We are now just ten weeks away from the Euro Elections and today sees Ed Miliband make a speech in which, effectively, he rules out offering an referendum on whether the UK should stay IN or OUT.

This creates a clear dividing line with David Cameron and reinforces the Tory line that the only sure way of getting a referendum is by going blue.

Yesterday YouGov published its monthly EU referendum tracker which showed only for the second time that IN was ahead of OUT – a finding that got much wider coverage in the international media than in the UK. Looking at the detail the percentage wanting OUT remained the same. What changed was a 5% uplift in the STAY number from the don’t knows and won’t votes.

If YouGov is reading the public mood correctly then Miliband’s move has fewer risks for LAB than might have appeared. For all the pressure for a referendum has come from those who want out not those who want to remain.

    Until now almost all the pointers have been that the outcome of the vote would be OUT. If that appears not to be the case then it might take the edge of their enthusiasm for a referendum.

The finding could also help Nick Clegg who has positioned the LDs as the party of IN and, of course, he’s due to have his public debates with Nigel Farage. Maybe the niche market that Clegg was aiming for is larger than we think.

Where today’s announcement by the LAB leader could be risky is that it could be portrayed as wanting to deny giving voters a choice. That might have salience.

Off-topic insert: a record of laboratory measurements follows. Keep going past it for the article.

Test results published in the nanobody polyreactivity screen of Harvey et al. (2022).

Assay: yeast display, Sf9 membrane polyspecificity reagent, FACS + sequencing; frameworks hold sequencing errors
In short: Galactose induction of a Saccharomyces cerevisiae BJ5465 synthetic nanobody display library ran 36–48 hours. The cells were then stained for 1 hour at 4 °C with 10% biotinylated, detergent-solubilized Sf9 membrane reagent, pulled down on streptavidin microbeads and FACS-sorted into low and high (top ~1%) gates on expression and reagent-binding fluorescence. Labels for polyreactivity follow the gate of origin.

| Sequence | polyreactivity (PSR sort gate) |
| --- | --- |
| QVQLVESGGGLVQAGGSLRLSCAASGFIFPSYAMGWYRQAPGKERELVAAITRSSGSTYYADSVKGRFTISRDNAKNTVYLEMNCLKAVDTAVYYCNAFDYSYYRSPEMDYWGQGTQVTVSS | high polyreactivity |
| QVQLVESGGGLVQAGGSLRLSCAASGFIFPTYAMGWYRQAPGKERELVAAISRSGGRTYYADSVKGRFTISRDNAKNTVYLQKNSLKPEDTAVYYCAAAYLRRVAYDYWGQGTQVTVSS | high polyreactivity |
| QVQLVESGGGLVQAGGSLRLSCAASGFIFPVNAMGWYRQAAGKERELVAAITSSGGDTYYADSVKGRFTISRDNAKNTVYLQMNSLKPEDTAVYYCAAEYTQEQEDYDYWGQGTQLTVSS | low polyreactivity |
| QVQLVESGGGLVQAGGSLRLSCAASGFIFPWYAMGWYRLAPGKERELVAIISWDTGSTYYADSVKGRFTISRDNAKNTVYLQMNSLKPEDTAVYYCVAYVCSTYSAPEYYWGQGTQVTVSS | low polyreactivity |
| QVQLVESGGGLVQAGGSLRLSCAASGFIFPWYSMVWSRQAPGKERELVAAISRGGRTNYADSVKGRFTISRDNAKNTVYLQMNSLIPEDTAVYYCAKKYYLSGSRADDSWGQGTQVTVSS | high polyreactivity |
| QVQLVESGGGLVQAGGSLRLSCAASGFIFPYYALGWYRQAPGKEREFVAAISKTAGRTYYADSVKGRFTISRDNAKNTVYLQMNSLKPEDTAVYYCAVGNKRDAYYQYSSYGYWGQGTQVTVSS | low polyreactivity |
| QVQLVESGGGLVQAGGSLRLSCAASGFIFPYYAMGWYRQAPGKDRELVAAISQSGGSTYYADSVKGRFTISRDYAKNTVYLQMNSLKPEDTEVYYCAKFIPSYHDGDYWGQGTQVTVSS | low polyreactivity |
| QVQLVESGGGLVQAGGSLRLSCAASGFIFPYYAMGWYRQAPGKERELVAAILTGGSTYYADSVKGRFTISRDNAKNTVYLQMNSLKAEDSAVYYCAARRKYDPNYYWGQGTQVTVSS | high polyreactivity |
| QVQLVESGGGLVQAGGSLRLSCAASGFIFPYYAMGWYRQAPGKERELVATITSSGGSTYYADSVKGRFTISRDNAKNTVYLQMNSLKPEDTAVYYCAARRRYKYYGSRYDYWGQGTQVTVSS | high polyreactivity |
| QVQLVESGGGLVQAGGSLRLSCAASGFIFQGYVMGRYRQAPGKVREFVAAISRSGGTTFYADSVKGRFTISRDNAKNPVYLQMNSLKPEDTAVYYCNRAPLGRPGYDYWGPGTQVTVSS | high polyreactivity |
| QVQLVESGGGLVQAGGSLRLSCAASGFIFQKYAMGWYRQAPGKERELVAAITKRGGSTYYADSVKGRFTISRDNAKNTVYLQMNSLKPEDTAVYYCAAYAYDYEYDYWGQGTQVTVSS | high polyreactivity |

Mike Smithson

2004-2014: The view from OUTSIDE the Westminster bubble


Why May’s Euro elections could be more challenging for UKIP than 2004 or 2009

Sunday, March 2nd, 2014

Much greater scrutiny

The purples still waiting for their Paul Sykes donation


Latest EU referendum polling suggests that the outcome would be far from a foregone conclusion

Tuesday, February 11th, 2014

Four CON voters in 10 currently say they’d vote to stay

It is a long time since I’ve looked at EU referendum polling and today’s numbers from YouGov rather surprised me. The gap between EXIT and STAY is getting closer and the party splits are not quite as you’d imagine.

Of course there is no referendum on the agenda at the moment and I doubt whether Ed Miliband will promise one in the fifteen months that remain until GE2015.

If we do end up with a continuation of the current coalition then it is pretty clear that the only way that a deal could be done is if the Lib Dems agreed to Cameron’s referendum plan. My guess is that they would.

Mike Smithson

Ranked in top 35 most influential over 50s on Twitter